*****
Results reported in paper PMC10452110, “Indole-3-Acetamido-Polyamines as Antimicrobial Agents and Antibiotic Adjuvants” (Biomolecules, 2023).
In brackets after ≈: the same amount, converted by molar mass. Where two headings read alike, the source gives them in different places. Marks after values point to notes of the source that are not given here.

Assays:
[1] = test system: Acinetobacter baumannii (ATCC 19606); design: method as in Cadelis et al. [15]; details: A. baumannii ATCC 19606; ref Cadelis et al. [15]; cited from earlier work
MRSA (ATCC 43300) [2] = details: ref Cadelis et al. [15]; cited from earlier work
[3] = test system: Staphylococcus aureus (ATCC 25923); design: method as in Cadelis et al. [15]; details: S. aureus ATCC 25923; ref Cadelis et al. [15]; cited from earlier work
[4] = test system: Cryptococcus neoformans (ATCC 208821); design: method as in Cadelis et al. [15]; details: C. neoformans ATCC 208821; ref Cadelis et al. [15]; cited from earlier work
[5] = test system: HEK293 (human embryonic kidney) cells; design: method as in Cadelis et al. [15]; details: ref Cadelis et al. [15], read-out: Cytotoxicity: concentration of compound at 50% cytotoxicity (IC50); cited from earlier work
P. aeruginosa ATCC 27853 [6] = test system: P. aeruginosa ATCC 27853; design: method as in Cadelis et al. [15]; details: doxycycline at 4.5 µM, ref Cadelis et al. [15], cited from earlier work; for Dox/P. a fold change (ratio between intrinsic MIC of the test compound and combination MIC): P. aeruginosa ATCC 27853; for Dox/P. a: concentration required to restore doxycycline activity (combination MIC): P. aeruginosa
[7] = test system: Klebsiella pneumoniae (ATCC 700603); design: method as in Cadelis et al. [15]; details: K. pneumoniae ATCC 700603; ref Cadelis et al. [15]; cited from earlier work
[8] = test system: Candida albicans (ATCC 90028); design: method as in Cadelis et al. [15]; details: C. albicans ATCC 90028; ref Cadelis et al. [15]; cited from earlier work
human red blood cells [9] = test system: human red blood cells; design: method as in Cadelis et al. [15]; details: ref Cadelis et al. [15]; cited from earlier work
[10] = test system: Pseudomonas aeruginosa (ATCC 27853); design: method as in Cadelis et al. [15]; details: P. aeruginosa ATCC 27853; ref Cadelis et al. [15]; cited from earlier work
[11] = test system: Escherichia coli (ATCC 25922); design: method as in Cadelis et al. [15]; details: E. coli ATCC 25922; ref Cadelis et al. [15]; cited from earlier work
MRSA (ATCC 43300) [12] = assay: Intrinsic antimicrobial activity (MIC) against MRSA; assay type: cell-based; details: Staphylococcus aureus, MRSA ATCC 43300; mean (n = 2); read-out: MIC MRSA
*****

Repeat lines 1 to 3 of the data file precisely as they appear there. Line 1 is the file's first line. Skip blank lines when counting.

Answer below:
Results reported in paper PMC10452110, “Indole-3-Acetamido-Polyamines as Antimicrobial Agents and Antibiotic Adjuvants” (Biomolecules, 2023).
In brackets after ≈: the same amount, converted by molar mass. Where two headings read alike, the source gives them in different places. Marks after values point to notes of the source that are not given here.

Assays: